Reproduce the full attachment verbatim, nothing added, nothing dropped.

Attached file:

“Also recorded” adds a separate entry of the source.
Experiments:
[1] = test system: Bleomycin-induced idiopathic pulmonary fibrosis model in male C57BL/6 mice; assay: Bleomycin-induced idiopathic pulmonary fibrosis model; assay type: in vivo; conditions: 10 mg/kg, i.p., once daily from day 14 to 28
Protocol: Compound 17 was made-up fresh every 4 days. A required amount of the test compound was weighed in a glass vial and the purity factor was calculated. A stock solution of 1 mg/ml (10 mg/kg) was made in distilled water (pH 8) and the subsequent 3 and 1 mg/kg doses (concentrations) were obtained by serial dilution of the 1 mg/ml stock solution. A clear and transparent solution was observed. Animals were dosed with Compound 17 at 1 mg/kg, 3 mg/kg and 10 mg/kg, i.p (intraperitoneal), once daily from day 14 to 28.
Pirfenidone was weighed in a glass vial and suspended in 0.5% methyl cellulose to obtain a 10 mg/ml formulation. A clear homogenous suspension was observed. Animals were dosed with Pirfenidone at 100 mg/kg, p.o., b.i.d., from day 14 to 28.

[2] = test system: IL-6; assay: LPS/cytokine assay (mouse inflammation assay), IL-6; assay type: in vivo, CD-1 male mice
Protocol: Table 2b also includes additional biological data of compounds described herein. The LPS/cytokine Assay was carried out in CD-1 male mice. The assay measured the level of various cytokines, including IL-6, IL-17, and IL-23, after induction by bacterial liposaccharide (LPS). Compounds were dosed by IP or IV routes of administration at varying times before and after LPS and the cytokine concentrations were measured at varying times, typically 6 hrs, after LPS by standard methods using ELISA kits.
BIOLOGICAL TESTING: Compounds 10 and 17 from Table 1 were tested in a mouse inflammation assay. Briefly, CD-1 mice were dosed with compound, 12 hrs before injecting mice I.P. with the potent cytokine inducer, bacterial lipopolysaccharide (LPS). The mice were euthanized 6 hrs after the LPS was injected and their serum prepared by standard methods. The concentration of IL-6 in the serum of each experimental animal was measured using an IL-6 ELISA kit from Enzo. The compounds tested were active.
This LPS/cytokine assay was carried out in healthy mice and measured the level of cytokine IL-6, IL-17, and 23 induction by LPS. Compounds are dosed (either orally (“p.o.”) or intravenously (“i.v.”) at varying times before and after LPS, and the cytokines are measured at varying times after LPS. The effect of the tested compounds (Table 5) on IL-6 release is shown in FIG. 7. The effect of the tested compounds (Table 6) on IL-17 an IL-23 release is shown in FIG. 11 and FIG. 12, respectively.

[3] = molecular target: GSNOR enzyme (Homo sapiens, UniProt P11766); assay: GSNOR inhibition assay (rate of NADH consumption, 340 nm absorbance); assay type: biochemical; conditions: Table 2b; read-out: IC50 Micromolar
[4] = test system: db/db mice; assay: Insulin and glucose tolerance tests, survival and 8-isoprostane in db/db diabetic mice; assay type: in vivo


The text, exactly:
“Also recorded” adds a separate entry of the source.
Experiments:
[1] = test system: Bleomycin-induced idiopathic pulmonary fibrosis model in male C57BL/6 mice; assay: Bleomycin-induced idiopathic pulmonary fibrosis model; assay type: in vivo; conditions: 10 mg/kg, i.p., once daily from day 14 to 28
Protocol: Compound 17 was made-up fresh every 4 days. A required amount of the test compound was weighed in a glass vial and the purity factor was calculated. A stock solution of 1 mg/ml (10 mg/kg) was made in distilled water (pH 8) and the subsequent 3 and 1 mg/kg doses (concentrations) were obtained by serial dilution of the 1 mg/ml stock solution. A clear and transparent solution was observed. Animals were dosed with Compound 17 at 1 mg/kg, 3 mg/kg and 10 mg/kg, i.p (intraperitoneal), once daily from day 14 to 28.
Pirfenidone was weighed in a glass vial and suspended in 0.5% methyl cellulose to obtain a 10 mg/ml formulation. A clear homogenous suspension was observed. Animals were dosed with Pirfenidone at 100 mg/kg, p.o., b.i.d., from day 14 to 28.

[2] = test system: IL-6; assay: LPS/cytokine assay (mouse inflammation assay), IL-6; assay type: in vivo, CD-1 male mice
Protocol: Table 2b also includes additional biological data of compounds described herein. The LPS/cytokine Assay was carried out in CD-1 male mice. The assay measured the level of various cytokines, including IL-6, IL-17, and IL-23, after induction by bacterial liposaccharide (LPS). Compounds were dosed by IP or IV routes of administration at varying times before and after LPS and the cytokine concentrations were measured at varying times, typically 6 hrs, after LPS by standard methods using ELISA kits.
BIOLOGICAL TESTING: Compounds 10 and 17 from Table 1 were tested in a mouse inflammation assay. Briefly, CD-1 mice were dosed with compound, 12 hrs before injecting mice I.P. with the potent cytokine inducer, bacterial lipopolysaccharide (LPS). The mice were euthanized 6 hrs after the LPS was injected and their serum prepared by standard methods. The concentration of IL-6 in the serum of each experimental animal was measured using an IL-6 ELISA kit from Enzo. The compounds tested were active.
This LPS/cytokine assay was carried out in healthy mice and measured the level of cytokine IL-6, IL-17, and 23 induction by LPS. Compounds are dosed (either orally (“p.o.”) or intravenously (“i.v.”) at varying times before and after LPS, and the cytokines are measured at varying times after LPS. The effect of the tested compounds (Table 5) on IL-6 release is shown in FIG. 7. The effect of the tested compounds (Table 6) on IL-17 an IL-23 release is shown in FIG. 11 and FIG. 12, respectively.

[3] = molecular target: GSNOR enzyme (Homo sapiens, UniProt P11766); assay: GSNOR inhibition assay (rate of NADH consumption, 340 nm absorbance); assay type: biochemical; conditions: Table 2b; read-out: IC50 Micromolar
[4] = test system: db/db mice; assay: Insulin and glucose tolerance tests, survival and 8-isoprostane in db/db diabetic mice; assay type: in vivo